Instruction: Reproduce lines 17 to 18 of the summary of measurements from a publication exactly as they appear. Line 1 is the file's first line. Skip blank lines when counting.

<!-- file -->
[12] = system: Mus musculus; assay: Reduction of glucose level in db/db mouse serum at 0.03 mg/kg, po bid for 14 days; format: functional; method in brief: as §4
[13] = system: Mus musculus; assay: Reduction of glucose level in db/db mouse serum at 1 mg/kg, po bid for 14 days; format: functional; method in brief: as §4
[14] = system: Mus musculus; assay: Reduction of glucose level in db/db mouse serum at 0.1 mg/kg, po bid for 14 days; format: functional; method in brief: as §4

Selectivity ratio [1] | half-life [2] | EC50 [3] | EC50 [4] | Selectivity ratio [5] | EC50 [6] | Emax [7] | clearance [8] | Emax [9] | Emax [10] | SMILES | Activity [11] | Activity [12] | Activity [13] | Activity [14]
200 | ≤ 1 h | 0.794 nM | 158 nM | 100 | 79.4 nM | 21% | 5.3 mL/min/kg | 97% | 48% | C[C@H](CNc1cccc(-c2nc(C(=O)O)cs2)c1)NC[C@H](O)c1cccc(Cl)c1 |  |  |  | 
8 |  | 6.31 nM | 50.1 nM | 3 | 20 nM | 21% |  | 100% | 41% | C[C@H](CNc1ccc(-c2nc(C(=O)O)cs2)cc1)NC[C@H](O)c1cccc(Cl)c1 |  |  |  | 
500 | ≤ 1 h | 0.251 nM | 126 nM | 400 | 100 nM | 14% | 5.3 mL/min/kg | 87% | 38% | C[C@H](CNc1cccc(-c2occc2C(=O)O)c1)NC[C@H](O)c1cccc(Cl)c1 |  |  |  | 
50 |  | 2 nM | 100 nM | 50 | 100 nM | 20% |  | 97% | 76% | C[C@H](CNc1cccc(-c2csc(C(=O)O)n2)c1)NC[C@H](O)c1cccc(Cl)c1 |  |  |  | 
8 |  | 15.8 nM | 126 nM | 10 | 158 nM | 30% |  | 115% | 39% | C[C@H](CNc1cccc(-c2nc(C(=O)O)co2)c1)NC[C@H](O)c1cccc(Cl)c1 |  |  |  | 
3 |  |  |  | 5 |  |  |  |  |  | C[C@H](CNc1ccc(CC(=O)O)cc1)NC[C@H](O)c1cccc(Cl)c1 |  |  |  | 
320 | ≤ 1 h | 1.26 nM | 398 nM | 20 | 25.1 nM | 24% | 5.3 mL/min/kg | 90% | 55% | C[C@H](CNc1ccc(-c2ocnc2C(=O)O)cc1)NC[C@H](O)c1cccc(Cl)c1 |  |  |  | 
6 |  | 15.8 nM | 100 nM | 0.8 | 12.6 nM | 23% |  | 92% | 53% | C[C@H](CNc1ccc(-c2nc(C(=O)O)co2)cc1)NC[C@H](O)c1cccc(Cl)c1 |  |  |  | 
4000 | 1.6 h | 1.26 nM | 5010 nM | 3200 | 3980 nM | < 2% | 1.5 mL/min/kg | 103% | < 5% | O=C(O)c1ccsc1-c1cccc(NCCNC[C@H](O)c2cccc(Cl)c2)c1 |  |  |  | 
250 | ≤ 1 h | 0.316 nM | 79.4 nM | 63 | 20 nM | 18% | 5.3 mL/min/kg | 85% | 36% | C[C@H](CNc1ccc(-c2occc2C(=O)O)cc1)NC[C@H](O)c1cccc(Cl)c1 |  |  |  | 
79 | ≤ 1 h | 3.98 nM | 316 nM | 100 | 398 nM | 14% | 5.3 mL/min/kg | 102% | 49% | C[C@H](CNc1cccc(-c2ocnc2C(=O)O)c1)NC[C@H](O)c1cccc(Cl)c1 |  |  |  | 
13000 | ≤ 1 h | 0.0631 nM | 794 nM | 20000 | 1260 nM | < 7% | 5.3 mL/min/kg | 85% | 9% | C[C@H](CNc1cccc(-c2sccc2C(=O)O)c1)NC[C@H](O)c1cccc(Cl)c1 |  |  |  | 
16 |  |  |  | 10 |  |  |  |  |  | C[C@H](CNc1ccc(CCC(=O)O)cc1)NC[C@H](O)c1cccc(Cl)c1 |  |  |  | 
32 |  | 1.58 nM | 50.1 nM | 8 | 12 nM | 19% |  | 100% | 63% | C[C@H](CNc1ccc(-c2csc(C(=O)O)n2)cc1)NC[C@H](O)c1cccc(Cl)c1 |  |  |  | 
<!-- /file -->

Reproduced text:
16 |  |  |  | 10 |  |  |  |  |  | C[C@H](CNc1ccc(CCC(=O)O)cc1)NC[C@H](O)c1cccc(Cl)c1 |  |  |  | 
32 |  | 1.58 nM | 50.1 nM | 8 | 12 nM | 19% |  | 100% | 63% | C[C@H](CNc1ccc(-c2csc(C(=O)O)n2)cc1)NC[C@H](O)c1cccc(Cl)c1 |  |  |  | 